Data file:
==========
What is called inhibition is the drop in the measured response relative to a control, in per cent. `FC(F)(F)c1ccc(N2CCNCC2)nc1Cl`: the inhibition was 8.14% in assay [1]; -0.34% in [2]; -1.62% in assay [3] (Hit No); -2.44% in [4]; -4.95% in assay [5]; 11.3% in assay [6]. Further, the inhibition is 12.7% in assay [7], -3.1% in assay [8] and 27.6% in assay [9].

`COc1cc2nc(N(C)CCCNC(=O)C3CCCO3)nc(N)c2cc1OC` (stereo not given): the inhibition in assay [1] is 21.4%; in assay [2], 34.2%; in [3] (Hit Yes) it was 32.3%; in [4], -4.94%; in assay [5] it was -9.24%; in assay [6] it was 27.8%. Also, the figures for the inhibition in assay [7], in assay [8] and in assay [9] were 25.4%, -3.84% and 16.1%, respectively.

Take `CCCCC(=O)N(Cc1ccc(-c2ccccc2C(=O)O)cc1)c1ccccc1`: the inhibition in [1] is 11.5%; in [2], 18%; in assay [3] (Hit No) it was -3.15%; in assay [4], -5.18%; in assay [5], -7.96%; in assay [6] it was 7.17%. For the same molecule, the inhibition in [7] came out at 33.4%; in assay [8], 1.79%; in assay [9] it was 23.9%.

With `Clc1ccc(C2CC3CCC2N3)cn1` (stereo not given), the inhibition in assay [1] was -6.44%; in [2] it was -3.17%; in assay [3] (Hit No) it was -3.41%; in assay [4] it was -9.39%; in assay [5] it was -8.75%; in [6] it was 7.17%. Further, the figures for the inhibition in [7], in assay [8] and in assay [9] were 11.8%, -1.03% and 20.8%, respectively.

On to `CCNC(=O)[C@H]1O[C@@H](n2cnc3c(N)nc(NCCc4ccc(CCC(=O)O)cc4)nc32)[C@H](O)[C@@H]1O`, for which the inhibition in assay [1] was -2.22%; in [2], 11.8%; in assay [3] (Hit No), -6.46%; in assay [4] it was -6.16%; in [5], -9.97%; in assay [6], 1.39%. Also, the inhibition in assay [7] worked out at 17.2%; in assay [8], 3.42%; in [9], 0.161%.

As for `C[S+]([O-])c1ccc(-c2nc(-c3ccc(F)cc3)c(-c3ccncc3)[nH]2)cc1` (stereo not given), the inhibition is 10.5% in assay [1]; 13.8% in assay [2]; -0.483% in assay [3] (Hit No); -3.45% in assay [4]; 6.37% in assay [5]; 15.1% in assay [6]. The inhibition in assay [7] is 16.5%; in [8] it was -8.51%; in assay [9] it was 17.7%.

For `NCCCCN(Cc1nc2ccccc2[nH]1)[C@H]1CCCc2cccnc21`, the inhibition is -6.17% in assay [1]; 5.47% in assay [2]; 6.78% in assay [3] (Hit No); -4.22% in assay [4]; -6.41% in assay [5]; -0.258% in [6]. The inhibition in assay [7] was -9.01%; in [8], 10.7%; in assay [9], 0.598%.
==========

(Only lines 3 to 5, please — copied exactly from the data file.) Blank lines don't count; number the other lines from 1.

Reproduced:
Take `CCCCC(=O)N(Cc1ccc(-c2ccccc2C(=O)O)cc1)c1ccccc1`: the inhibition in [1] is 11.5%; in [2], 18%; in assay [3] (Hit No) it was -3.15%; in assay [4], -5.18%; in assay [5], -7.96%; in assay [6] it was 7.17%. For the same molecule, the inhibition in [7] came out at 33.4%; in assay [8], 1.79%; in assay [9] it was 23.9%.

With `Clc1ccc(C2CC3CCC2N3)cn1` (stereo not given), the inhibition in assay [1] was -6.44%; in [2] it was -3.17%; in assay [3] (Hit No) it was -3.41%; in assay [4] it was -9.39%; in assay [5] it was -8.75%; in [6] it was 7.17%. Further, the figures for the inhibition in [7], in assay [8] and in assay [9] were 11.8%, -1.03% and 20.8%, respectively.

On to `CCNC(=O)[C@H]1O[C@@H](n2cnc3c(N)nc(NCCc4ccc(CCC(=O)O)cc4)nc32)[C@H](O)[C@@H]1O`, for which the inhibition in assay [1] was -2.22%; in [2], 11.8%; in assay [3] (Hit No), -6.46%; in assay [4] it was -6.16%; in [5], -9.97%; in assay [6], 1.39%. Also, the inhibition in assay [7] worked out at 17.2%; in assay [8], 3.42%; in [9], 0.161%.